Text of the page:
Playing Dice-Why Britain created monarchies in the Middle East
The Commonwealth Games in Glasgow this year welcomed former British colonies, but absent were those Middle Eastern states where Britain had exercised imperial soft power in the twentieth century. From around the time of the First World War protectorates and mandates were used to control these territories. In Jordan, Iraq, Egypt and later Libya, the British set up kings to help their rule.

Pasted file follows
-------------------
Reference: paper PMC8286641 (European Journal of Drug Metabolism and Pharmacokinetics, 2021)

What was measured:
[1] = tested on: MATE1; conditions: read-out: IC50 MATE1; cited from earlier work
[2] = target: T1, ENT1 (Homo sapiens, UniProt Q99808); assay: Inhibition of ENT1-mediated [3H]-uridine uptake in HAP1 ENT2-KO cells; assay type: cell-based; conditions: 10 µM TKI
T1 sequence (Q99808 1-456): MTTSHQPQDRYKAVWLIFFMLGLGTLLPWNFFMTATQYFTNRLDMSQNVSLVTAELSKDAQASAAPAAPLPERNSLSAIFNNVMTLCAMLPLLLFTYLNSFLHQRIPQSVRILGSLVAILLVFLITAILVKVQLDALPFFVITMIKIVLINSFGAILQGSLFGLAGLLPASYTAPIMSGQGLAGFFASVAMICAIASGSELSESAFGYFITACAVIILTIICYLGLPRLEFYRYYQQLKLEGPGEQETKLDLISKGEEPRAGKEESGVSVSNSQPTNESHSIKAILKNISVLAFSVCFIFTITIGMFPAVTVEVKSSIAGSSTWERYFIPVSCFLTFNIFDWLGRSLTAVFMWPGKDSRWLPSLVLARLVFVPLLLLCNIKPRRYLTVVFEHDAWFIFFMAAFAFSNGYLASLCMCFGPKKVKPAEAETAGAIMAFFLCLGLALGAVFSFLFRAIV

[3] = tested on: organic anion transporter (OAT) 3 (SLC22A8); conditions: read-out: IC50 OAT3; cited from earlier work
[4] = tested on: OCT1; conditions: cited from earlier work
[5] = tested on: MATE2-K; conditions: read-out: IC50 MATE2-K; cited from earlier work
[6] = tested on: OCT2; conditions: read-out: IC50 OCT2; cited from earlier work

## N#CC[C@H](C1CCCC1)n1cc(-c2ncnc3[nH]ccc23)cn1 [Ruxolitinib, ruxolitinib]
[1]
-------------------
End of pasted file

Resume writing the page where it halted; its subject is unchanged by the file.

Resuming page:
Back in 1921 two brothers, Faisal and Abdullah (the sons of Hussein ibn Ali who lead the Arab Revolt), were rewarded by the British and made rulers of Mesopotamia and Transjordan respectively. These were territories captured by the British from the Ottoman Empire 1917-1918 (with not inconsiderable help from the Arab Revolt), and were awarded by the League of Nations to Britain as mandates. This territory was supposedly to be held in trust for eventual independence, while the mandatory power built up the administration and infrastructure. To help the British, Faisal became ruler of the Hashemite Kingdom of Iraq, while Abdullah was Emir and then King of the Hashemite Kingdom of Jordan.
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